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IBM touts new smaller servers

Big Blue is set to announce new servers that cram high-end technology into a tiny package.

IBM today will announce new servers that cram high-end technology into a tiny package.

IBM will introduce its 4500R "Illinois" system, a 5.25-inch thick rack-mountable system with two Pentium chips; its 6000R "Assault," a 7-inch thick rack-mountable four-processor system; and its 5100 "Omaha," a two-processor tower system with a price tag as low as $3,167.

Rack-mounted servers are becoming increasingly important as companies build Internet operations where floor space is at a premium. Though IBM produces a skinny 1.75-inch thick Netfinity 4000R server, that system doesn't offer some desired reliability features that can keep the server up and running, IBM marketing manager Alex Yost said.

As previously reported, the servers use chipsets from ServerWorks and offer several features from higher-end IBM server lines.

IBM's new Netfinity servers compete not only with market-leading Compaq Computer, but also with new six-processor systems from Hewlett-Packard and slim servers from Dell Computer as well.

IBM is pushing to make hardware less susceptible to failure through a variety of means, including the ability to change fans, cards, power supplies and disk drives without shutting off the system. In addition, the servers contain "chipkill" technology, which lets the memory system keep on working even when a module fails. Chipkill has also become cheaper because it no longer requires special IBM memory, Yost said.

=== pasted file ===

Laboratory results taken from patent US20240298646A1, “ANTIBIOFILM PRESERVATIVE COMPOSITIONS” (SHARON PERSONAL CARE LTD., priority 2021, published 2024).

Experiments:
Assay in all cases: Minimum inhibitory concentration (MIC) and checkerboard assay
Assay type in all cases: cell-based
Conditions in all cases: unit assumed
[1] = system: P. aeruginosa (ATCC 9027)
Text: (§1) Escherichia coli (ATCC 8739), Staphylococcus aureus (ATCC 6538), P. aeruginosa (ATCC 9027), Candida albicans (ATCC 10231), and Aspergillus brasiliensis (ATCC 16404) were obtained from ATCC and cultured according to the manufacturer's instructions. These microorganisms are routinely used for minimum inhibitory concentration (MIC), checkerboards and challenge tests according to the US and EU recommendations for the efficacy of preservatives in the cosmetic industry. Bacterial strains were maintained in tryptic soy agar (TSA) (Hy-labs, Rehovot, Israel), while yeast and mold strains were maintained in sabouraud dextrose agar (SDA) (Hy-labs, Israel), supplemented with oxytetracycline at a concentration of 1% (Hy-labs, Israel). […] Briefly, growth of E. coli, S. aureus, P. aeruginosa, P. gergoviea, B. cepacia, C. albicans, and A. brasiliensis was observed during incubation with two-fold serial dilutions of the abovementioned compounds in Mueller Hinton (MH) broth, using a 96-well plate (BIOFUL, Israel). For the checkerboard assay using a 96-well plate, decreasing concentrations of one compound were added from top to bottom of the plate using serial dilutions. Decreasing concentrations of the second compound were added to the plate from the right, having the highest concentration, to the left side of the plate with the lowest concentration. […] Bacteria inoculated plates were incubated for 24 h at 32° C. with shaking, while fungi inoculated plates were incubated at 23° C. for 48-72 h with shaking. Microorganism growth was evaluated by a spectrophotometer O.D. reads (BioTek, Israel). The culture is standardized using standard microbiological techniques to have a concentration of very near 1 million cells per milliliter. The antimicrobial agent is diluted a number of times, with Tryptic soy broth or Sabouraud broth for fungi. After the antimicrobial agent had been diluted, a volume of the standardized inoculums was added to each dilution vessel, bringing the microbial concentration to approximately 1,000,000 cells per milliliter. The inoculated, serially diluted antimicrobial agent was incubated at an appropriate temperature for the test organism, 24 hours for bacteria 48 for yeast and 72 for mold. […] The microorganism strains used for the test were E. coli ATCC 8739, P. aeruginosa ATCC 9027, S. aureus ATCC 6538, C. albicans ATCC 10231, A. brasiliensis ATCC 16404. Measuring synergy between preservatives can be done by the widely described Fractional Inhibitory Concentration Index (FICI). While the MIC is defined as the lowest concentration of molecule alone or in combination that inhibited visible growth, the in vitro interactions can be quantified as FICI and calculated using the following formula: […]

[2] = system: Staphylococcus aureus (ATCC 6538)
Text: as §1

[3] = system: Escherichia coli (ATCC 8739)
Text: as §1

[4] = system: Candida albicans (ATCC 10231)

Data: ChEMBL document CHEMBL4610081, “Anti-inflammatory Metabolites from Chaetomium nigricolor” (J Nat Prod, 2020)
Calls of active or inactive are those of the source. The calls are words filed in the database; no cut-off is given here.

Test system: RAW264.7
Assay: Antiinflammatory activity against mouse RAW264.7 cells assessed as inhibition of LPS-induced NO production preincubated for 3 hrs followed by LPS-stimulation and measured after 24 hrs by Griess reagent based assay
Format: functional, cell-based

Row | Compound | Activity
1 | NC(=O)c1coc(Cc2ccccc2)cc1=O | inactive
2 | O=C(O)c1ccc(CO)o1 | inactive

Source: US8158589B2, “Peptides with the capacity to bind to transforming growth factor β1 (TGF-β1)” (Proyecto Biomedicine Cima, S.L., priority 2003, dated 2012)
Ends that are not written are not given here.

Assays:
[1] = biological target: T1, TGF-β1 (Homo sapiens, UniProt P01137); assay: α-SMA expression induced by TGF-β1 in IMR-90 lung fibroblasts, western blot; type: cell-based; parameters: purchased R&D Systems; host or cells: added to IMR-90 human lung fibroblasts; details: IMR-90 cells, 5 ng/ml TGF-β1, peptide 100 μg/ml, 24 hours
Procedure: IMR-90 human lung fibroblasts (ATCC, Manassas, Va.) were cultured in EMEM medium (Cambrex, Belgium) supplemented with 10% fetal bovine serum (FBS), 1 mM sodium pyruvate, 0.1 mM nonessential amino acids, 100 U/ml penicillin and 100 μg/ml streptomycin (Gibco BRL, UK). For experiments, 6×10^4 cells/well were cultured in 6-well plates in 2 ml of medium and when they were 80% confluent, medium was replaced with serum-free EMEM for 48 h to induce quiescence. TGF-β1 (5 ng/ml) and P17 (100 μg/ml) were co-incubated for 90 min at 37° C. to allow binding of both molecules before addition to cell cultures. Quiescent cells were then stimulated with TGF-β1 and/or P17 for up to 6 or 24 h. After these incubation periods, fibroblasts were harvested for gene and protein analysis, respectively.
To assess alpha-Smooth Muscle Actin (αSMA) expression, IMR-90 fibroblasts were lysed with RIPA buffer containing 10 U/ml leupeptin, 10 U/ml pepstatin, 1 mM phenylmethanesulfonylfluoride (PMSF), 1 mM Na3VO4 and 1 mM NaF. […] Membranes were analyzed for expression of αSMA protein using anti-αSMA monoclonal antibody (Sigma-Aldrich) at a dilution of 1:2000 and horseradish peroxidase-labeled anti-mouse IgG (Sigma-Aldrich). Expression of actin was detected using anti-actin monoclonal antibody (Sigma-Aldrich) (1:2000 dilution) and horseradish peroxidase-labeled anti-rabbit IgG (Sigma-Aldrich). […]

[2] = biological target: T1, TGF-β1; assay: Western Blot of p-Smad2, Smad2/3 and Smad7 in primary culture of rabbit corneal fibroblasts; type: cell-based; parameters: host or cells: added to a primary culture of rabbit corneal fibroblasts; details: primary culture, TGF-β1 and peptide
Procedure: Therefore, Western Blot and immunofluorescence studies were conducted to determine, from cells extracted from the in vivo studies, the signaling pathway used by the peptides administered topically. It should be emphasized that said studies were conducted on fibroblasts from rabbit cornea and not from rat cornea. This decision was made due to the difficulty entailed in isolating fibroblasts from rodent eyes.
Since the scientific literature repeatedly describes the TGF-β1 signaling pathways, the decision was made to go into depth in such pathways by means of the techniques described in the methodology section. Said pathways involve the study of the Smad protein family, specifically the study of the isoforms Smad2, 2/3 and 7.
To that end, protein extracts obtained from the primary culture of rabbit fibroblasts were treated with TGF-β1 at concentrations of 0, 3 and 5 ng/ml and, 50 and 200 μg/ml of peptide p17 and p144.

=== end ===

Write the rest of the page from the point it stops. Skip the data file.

But hardware is only responsible for a third as many problems as software, an International Data Corp. study found, Yost said.

To address software problems, IBM is adding "software rejuvenation" features that accommodate problems with Windows 2000 and Windows NT. Those operating systems gradually become less stable as computing tasks that are supposed to be finished don't quite let go of all the resources that they used, such as memory. For that reason, many organizations periodically restart their Windows machines.

Right now, software rejuvenation means simply a feature that lets Windows computers automatically restart themselves periodically. In the fourth quarter, the servers will monitor the operating system as well as several popular server software packages to judge more intelligently when they need to be rebooted, Yost said.

In 2001, IBM plans to extend this software rejuvenation feature to Novell operating systems. Linux is due for the same in 2002, he said.

The 4500R price starts at $3,700. The 6000R will start at $7,000 and will be available in May.